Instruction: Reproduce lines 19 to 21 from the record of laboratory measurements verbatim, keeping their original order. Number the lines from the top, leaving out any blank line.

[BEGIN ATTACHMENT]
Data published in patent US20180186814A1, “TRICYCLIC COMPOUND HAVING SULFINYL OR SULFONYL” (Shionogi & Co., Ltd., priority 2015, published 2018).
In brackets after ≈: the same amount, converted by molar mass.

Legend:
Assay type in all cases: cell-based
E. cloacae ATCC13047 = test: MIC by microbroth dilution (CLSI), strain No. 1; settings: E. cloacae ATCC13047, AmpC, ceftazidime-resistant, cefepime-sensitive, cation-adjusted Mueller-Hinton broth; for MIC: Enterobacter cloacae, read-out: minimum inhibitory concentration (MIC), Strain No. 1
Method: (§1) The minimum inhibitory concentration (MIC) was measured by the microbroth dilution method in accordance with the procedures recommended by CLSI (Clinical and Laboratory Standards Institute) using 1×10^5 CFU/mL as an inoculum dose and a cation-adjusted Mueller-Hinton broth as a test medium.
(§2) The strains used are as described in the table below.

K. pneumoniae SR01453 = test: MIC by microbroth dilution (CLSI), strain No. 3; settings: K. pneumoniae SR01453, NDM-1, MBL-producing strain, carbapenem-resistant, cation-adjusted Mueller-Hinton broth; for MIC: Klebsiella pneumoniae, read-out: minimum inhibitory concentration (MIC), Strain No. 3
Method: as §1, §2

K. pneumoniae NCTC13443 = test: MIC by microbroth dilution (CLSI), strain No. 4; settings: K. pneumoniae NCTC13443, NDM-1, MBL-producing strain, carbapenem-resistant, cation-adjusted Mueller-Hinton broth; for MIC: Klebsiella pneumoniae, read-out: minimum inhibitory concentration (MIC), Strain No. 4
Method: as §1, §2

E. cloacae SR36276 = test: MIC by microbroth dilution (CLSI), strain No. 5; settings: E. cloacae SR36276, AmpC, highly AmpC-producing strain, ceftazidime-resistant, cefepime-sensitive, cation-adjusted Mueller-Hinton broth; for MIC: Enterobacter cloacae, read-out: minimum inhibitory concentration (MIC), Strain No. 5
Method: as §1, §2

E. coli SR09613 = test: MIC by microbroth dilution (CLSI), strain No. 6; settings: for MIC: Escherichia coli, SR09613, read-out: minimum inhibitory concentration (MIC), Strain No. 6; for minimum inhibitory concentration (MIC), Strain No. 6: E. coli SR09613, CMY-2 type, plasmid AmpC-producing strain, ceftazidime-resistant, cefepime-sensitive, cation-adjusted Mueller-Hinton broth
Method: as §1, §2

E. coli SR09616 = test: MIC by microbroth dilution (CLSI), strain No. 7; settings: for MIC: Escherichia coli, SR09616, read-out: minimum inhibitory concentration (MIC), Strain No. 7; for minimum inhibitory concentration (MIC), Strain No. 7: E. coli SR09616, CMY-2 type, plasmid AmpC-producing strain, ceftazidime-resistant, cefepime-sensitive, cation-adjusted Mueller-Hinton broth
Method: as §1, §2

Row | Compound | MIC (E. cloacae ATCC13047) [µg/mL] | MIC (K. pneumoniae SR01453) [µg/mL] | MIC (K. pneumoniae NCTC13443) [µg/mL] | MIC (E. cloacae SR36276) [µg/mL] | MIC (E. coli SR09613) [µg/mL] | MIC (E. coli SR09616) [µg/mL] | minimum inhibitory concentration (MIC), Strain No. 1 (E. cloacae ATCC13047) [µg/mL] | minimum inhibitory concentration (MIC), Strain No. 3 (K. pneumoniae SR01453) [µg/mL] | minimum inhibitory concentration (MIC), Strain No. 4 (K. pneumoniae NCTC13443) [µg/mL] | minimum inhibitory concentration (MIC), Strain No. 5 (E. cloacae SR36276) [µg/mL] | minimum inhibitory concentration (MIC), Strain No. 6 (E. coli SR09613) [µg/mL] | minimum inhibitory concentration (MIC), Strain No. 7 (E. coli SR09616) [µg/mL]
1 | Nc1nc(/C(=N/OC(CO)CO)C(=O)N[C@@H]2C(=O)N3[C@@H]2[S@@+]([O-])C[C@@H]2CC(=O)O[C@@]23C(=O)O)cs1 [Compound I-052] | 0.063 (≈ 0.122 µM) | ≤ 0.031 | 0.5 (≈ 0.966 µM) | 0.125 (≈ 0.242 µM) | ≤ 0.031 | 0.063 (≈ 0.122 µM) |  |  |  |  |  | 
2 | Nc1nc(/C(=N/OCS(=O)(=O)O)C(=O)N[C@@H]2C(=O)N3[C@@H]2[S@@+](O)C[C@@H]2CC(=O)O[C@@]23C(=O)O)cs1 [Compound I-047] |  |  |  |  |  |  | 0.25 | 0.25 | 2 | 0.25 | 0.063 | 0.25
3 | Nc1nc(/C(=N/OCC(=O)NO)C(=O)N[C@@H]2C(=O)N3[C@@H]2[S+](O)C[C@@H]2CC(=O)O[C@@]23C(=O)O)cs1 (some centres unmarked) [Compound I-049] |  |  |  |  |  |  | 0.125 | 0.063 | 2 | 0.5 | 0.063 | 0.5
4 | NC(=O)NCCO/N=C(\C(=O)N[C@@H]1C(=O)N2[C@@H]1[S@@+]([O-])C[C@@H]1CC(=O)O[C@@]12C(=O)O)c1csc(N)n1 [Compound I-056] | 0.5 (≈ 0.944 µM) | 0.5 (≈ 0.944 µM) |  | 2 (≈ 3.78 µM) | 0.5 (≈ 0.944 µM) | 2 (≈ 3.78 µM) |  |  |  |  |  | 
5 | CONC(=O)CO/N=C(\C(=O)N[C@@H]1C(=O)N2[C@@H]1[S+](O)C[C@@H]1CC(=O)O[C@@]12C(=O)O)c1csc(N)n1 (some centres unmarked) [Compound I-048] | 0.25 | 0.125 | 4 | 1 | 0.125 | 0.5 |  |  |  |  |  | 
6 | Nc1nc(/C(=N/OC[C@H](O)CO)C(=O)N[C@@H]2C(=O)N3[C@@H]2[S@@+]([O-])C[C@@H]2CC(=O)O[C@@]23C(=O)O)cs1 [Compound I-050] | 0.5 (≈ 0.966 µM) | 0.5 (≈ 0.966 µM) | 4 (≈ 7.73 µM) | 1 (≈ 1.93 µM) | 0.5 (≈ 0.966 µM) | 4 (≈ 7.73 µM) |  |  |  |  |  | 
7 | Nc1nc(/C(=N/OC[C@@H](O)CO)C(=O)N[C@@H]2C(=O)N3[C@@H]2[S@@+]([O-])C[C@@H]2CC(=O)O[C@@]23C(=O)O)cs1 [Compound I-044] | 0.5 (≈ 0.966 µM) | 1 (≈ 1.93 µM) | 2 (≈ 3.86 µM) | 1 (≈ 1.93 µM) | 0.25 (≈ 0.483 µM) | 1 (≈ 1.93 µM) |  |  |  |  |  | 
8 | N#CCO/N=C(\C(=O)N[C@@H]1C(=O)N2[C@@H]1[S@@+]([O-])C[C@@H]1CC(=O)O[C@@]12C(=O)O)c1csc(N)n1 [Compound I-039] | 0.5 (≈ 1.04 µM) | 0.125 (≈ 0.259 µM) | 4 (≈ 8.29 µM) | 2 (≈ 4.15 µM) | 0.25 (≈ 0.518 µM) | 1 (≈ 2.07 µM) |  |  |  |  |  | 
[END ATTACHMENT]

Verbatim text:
1 | Nc1nc(/C(=N/OC(CO)CO)C(=O)N[C@@H]2C(=O)N3[C@@H]2[S@@+]([O-])C[C@@H]2CC(=O)O[C@@]23C(=O)O)cs1 [Compound I-052] | 0.063 (≈ 0.122 µM) | ≤ 0.031 | 0.5 (≈ 0.966 µM) | 0.125 (≈ 0.242 µM) | ≤ 0.031 | 0.063 (≈ 0.122 µM) |  |  |  |  |  | 
2 | Nc1nc(/C(=N/OCS(=O)(=O)O)C(=O)N[C@@H]2C(=O)N3[C@@H]2[S@@+](O)C[C@@H]2CC(=O)O[C@@]23C(=O)O)cs1 [Compound I-047] |  |  |  |  |  |  | 0.25 | 0.25 | 2 | 0.25 | 0.063 | 0.25
3 | Nc1nc(/C(=N/OCC(=O)NO)C(=O)N[C@@H]2C(=O)N3[C@@H]2[S+](O)C[C@@H]2CC(=O)O[C@@]23C(=O)O)cs1 (some centres unmarked) [Compound I-049] |  |  |  |  |  |  | 0.125 | 0.063 | 2 | 0.5 | 0.063 | 0.5